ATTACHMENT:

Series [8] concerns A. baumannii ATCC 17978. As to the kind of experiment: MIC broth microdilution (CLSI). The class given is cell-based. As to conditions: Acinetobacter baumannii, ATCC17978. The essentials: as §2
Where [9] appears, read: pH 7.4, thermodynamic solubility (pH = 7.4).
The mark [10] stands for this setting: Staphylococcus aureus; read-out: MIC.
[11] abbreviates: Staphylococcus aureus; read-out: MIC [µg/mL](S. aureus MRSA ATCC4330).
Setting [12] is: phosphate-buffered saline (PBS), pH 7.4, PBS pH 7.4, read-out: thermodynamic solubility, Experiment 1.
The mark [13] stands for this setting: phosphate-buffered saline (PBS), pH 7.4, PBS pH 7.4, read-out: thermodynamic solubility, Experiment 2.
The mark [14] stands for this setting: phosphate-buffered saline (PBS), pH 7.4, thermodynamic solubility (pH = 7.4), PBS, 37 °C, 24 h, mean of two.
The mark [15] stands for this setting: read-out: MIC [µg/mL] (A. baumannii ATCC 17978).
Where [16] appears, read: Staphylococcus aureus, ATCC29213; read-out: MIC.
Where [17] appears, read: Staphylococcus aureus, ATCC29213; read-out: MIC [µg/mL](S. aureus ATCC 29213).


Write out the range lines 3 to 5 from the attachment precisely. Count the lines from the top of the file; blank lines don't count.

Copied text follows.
The mark [10] stands for this setting: Staphylococcus aureus; read-out: MIC.
[11] abbreviates: Staphylococcus aureus; read-out: MIC [µg/mL](S. aureus MRSA ATCC4330).
Setting [12] is: phosphate-buffered saline (PBS), pH 7.4, PBS pH 7.4, read-out: thermodynamic solubility, Experiment 1.